He married a Portuguese woman and later got Portuguese citizenship, which proved to be his salvation. In September, the FBI tracked him down outside of Lisbon. Portuguese authorities placed him under house arrest as the extradition process began. Wright acknowledged committing the hijacking but fought the return. And on Thursday, a Portuguese court of appeals said it wouldn't order the extradition of a Portuguese citizen. Besides, the court ruled, the statute of limitations on the crime had expired.
The U.S. State and Justice Departments said they are "extremely disappointed." Wright "is a convicted murderer guilty of an extremely serious crime which falls squarely within the terms of our bilateral extradition treaty with Portugal," the State Office of the Spokesperson added. "He is a fugitive from justice. We expect Portugal to abide by its treaty obligations in this case." Officials were mulling the possibility of another appeal and said they weren't giving up hope they'd eventually get him back.
A homicide investigation returns for Natalie Wood
A 30-year-old death is indeed a cold case for homicide authorities to reopen, but considering the victim it's an investigation likely to heat up quickly.
The homicide squad of the Los Angeles Sheriff's Department is taking another look at demise of Natalie Wood, who disappeared from the yacht she shared with husband Robert Wagner during Thanksgiving weekend in 1981. "Recently Sheriff’s Homicide Investigators were contacted by persons who stated they had additional information" about the drowning was how the department explained it, according to the Daily Beast. Wood, whose dark eyes first caught hold of Summary Judgments' heart in "West Side Story," was filming "Brainstorm" at the time with Christopher Walken, who was on the yacht, off Catalina Island, with the superstar couple at the time.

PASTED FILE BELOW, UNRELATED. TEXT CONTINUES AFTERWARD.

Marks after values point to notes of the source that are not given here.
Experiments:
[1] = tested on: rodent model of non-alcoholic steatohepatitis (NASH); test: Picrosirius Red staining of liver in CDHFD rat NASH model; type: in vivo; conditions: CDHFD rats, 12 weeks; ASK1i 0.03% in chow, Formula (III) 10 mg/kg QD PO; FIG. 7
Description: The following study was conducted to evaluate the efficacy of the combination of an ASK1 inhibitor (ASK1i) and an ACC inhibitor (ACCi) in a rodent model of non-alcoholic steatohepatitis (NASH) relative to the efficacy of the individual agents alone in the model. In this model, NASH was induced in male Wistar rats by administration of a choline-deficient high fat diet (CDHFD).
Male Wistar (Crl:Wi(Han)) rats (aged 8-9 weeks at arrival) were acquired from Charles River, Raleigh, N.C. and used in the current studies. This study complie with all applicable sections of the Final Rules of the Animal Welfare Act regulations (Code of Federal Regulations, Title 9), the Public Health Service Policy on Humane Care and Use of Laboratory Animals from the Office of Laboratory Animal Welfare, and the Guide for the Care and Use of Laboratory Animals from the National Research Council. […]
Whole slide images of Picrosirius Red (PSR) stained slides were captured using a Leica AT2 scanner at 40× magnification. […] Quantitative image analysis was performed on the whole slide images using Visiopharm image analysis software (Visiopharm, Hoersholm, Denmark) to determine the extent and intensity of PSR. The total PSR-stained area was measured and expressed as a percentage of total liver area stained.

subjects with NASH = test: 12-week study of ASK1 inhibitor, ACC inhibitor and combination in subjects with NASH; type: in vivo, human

At the time Wood's death was declared an accident, law-enforcement officials said Walken and Wagner had been arguing on the yacht after a dinner ashore when Wood went to the bathroom. Officials believed she had gone on deck, tried to reattach a dinghy that was loose, and slipped overboard. Dennis Davern, captain of the boat, and Wood's sister Lana Wood told authorities they thought Wood and Wagner also had been quarreling. Davern and Lana Wood, who co-authored a book about Wood's death, asked the department last year to reopen the case. And though they haven't accused anyone of committing a crime, and the sheriff's department didn't name the source of the new information, they seem to be it.